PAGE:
EUROWEEK: What’s the impact for senior unsecured? That is also being left out of the LCR?

Diamond, Deutsche Bank: At the front end, up to two or three years, probably a reasonable amount. Banks were the biggest buyers of floaters. Out to three years in the fixed rate market there will be a degree of bank buying, but beyond that maturity much less so. Then you move into the real money players, insurance and pension funds, and for that it doesn’t make any difference at all.

EUROWEEK: Is that your view, Caroline? What if we see senior unsecured more concentrated in the front end and banks unable to buy it for liquidity? Does that matter?

Bryant, Natixis: Maybe I’m seeing the world with a glass half full but I do not think the senior market will disappear in its entirety, nor is it confined to the short end. The problem that we have now is that we have a big void between where the buyers are and where the issuers are willing to print.

There is demand, there are some investors that are lined up, it’s just that, as you can see around this table, everybody is fully funded and is not ready to print at historically wide levels. Whereas the investors are understandably quite keen to buy at historically wide levels.

So let’s not panic about the senior market. It’s not going to completely disappear. Sure, there are regulatory forces on the demand side that do not support the senior market, there’s no question about it. The LCR measures do discourage bank buyers from holding senior, and Solvency II for insurance companies is another regulatory hurdle to the detriment of senior debt.

Under Solvency II, covered bonds are going to be a more attractive asset to hold, because insurers will need to hold less capital against them and concentration thresholds will be limited to the same extent as unsecured debt. In France, insurance companies that have been very present in senior unsecured paper are fundamentally overweight senior, and in the context of Solvency II need to increasingly shift the composition of their portfolios towards covered bonds.

This will develop the long end bid in covered bonds. In fact it is rather interesting to see that, after a couple of months of total closure, the covered bond market re-opened at the 10 year part of the curve and that issuance has been dominated by longer end transactions. This is driven by the insurance bid out of Germany and France, and is a result of these regulatory changes.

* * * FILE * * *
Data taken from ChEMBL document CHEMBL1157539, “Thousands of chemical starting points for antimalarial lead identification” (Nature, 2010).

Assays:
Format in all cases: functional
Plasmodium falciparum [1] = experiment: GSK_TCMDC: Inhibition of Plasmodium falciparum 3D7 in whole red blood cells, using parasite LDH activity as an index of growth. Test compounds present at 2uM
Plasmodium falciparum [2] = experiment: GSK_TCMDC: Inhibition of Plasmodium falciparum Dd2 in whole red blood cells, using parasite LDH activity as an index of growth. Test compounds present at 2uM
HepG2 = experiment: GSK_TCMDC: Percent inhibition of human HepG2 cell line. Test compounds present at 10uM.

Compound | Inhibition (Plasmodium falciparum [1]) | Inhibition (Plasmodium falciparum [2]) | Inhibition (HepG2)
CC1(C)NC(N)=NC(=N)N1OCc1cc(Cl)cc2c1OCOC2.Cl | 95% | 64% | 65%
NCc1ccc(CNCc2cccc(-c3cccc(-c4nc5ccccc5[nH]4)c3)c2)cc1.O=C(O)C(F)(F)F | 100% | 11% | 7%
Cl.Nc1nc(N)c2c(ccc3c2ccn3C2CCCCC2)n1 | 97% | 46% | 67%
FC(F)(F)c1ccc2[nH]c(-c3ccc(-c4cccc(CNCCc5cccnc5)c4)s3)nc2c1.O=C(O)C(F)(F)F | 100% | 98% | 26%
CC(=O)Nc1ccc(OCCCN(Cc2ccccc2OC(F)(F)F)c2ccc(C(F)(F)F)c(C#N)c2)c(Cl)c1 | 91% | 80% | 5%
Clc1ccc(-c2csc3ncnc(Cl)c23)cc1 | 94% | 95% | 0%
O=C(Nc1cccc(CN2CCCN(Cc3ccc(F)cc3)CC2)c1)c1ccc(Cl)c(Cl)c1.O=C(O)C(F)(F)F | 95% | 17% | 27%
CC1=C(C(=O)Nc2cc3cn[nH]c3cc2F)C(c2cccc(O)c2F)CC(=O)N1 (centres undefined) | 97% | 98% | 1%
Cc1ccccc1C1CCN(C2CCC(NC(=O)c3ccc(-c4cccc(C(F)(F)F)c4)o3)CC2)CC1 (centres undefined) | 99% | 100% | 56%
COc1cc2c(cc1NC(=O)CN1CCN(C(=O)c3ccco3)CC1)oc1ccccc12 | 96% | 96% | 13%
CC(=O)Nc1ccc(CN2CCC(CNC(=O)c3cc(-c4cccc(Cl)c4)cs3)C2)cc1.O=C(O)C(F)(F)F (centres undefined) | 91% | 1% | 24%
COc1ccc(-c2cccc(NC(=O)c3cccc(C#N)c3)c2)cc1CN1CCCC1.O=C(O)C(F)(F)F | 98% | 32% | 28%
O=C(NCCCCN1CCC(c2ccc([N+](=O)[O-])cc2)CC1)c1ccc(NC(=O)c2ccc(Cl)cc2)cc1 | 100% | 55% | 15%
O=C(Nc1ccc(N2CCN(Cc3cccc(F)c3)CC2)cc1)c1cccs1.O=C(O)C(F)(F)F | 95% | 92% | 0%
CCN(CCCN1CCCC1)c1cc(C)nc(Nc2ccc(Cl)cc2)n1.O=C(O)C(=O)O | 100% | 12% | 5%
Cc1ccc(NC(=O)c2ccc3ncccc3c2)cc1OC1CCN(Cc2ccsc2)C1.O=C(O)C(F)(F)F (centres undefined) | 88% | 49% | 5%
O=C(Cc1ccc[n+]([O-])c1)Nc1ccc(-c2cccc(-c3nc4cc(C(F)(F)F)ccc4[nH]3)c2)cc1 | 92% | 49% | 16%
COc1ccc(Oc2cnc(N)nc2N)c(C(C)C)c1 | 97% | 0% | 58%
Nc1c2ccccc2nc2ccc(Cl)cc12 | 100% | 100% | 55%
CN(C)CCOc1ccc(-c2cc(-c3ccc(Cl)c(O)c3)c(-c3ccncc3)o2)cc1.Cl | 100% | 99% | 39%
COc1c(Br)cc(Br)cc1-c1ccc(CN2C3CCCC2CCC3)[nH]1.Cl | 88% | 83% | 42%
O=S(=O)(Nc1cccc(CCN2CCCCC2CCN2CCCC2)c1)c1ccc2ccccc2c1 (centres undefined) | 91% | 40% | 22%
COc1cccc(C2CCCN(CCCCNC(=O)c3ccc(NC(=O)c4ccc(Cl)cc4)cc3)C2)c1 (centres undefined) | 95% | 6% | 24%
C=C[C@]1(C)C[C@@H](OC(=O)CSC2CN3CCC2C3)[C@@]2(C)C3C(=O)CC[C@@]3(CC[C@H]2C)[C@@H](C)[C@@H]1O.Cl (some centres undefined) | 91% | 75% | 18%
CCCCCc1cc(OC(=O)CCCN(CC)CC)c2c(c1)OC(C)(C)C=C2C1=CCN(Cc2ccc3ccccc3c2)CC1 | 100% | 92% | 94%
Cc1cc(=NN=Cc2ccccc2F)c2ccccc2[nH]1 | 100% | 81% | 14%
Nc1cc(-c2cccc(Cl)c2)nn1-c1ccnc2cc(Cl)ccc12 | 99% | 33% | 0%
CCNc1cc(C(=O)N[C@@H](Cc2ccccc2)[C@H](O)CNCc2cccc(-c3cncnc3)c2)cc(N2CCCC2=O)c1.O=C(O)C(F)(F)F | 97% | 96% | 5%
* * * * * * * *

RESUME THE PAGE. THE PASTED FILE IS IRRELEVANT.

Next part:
There’s also central bank policy — senior debt takes a much larger haircut at the ECB and that is another factor weighing on the bank demand side.

However, because issuers are shifting more and more towards covered bonds, what we are seeing on the supply side are huge amounts of redemptions in senior, that are not being replaced. Year to date, we’ve had €80bn more redemptions than we’ve had issuance in the euro denominated senior unsecured market. That is significant and on top of this we have roughly another €80bn redeeming between September and December — this will free up demand capacity and not all of it will shift to covered bonds. In fact, going forward, we are going to continue to see very heavy redemptions in senior. So despite the fact that it is less attractive for a bank or an insurer to buy senior debt, these investors will not fully disappear and there will be a price at which it will be attractive for them to buy senior.

de Boer, Friesland Bank: What’s your perspective on where the demand will come from?

Bryant, Natixis: Well, asset managers are going to continue to be a driving force — they’re a big component of the senior unsecured market. Again, I don’t think insurers will fully disappear and I don’t think banks will fully disappear, because we are going to stay in a very low rates environment for a long time and the senior unsecured market will be providing yield pick-up. Economies in the Western world will take a long time to recover, and rates are going to stay very low for what is now an unforeseeable future. The investor community will have to find a yield pick-up somewhere.